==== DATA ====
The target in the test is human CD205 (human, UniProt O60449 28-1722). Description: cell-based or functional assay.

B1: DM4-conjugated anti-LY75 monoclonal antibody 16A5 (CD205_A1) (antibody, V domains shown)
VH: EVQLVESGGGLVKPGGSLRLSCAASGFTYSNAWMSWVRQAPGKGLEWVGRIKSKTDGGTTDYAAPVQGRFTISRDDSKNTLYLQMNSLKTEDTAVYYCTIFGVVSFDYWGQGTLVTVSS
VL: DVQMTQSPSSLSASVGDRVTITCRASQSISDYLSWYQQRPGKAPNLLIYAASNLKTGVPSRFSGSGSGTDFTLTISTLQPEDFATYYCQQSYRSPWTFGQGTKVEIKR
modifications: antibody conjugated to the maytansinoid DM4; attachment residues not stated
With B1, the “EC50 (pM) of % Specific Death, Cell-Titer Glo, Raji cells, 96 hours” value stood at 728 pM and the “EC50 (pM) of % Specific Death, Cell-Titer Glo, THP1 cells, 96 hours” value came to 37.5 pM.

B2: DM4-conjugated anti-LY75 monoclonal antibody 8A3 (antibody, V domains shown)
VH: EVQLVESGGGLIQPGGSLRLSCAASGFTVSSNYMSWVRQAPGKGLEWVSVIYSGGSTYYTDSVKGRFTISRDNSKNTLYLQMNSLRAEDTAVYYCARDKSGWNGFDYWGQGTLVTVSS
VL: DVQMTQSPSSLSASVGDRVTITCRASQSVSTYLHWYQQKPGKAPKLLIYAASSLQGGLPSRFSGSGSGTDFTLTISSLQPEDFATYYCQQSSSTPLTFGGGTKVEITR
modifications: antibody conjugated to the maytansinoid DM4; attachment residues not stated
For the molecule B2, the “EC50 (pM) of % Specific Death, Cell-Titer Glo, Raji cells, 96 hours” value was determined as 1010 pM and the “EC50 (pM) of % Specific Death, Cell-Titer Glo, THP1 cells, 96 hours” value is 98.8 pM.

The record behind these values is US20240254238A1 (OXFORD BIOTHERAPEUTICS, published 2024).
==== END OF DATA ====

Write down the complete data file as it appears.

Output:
The target in the test is human CD205 (human, UniProt O60449 28-1722). Description: cell-based or functional assay.

B1: DM4-conjugated anti-LY75 monoclonal antibody 16A5 (CD205_A1) (antibody, V domains shown)
VH: EVQLVESGGGLVKPGGSLRLSCAASGFTYSNAWMSWVRQAPGKGLEWVGRIKSKTDGGTTDYAAPVQGRFTISRDDSKNTLYLQMNSLKTEDTAVYYCTIFGVVSFDYWGQGTLVTVSS
VL: DVQMTQSPSSLSASVGDRVTITCRASQSISDYLSWYQQRPGKAPNLLIYAASNLKTGVPSRFSGSGSGTDFTLTISTLQPEDFATYYCQQSYRSPWTFGQGTKVEIKR
modifications: antibody conjugated to the maytansinoid DM4; attachment residues not stated
With B1, the “EC50 (pM) of % Specific Death, Cell-Titer Glo, Raji cells, 96 hours” value stood at 728 pM and the “EC50 (pM) of % Specific Death, Cell-Titer Glo, THP1 cells, 96 hours” value came to 37.5 pM.

B2: DM4-conjugated anti-LY75 monoclonal antibody 8A3 (antibody, V domains shown)
VH: EVQLVESGGGLIQPGGSLRLSCAASGFTVSSNYMSWVRQAPGKGLEWVSVIYSGGSTYYTDSVKGRFTISRDNSKNTLYLQMNSLRAEDTAVYYCARDKSGWNGFDYWGQGTLVTVSS
VL: DVQMTQSPSSLSASVGDRVTITCRASQSVSTYLHWYQQKPGKAPKLLIYAASSLQGGLPSRFSGSGSGTDFTLTISSLQPEDFATYYCQQSSSTPLTFGGGTKVEITR
modifications: antibody conjugated to the maytansinoid DM4; attachment residues not stated
For the molecule B2, the “EC50 (pM) of % Specific Death, Cell-Titer Glo, Raji cells, 96 hours” value was determined as 1010 pM and the “EC50 (pM) of % Specific Death, Cell-Titer Glo, THP1 cells, 96 hours” value is 98.8 pM.

The record behind these values is US20240254238A1 (OXFORD BIOTHERAPEUTICS, published 2024).